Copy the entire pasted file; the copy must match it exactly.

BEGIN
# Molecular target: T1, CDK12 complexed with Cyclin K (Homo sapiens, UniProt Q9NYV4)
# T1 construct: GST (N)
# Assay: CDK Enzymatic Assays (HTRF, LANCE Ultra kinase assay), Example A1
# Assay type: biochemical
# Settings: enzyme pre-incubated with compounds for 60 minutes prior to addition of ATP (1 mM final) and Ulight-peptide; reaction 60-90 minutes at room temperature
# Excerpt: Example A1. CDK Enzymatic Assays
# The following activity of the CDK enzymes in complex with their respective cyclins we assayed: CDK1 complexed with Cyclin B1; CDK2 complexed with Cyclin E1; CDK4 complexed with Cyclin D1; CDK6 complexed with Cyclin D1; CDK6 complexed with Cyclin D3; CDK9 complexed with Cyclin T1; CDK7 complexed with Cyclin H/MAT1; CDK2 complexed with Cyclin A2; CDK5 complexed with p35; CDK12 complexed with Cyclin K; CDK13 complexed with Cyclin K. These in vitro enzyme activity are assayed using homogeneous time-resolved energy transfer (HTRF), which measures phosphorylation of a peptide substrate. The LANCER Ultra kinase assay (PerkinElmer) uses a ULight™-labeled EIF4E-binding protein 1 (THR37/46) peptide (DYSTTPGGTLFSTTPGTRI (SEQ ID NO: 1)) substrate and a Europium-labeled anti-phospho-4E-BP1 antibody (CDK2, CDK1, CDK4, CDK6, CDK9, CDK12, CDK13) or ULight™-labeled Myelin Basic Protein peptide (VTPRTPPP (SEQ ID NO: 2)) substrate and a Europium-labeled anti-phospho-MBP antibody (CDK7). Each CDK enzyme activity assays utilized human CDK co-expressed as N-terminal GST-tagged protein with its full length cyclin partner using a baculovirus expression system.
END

# Molecular target: T1, CDK12 complexed with Cyclin K (Homo sapiens, UniProt Q9NYV4)
# T1 construct: GST (N)
# Assay: CDK Enzymatic Assays (HTRF, LANCE Ultra kinase assay), Example A1
# Assay type: biochemical
# Settings: enzyme pre-incubated with compounds for 60 minutes prior to addition of ATP (1 mM final) and Ulight-peptide; reaction 60-90 minutes at room temperature
# Excerpt: Example A1. CDK Enzymatic Assays
# The following activity of the CDK enzymes in complex with their respective cyclins we assayed: CDK1 complexed with Cyclin B1; CDK2 complexed with Cyclin E1; CDK4 complexed with Cyclin D1; CDK6 complexed with Cyclin D1; CDK6 complexed with Cyclin D3; CDK9 complexed with Cyclin T1; CDK7 complexed with Cyclin H/MAT1; CDK2 complexed with Cyclin A2; CDK5 complexed with p35; CDK12 complexed with Cyclin K; CDK13 complexed with Cyclin K. These in vitro enzyme activity are assayed using homogeneous time-resolved energy transfer (HTRF), which measures phosphorylation of a peptide substrate. The LANCER Ultra kinase assay (PerkinElmer) uses a ULight™-labeled EIF4E-binding protein 1 (THR37/46) peptide (DYSTTPGGTLFSTTPGTRI (SEQ ID NO: 1)) substrate and a Europium-labeled anti-phospho-4E-BP1 antibody (CDK2, CDK1, CDK4, CDK6, CDK9, CDK12, CDK13) or ULight™-labeled Myelin Basic Protein peptide (VTPRTPPP (SEQ ID NO: 2)) substrate and a Europium-labeled anti-phospho-MBP antibody (CDK7). Each CDK enzyme activity assays utilized human CDK co-expressed as N-terminal GST-tagged protein with its full length cyclin partner using a baculovirus expression system.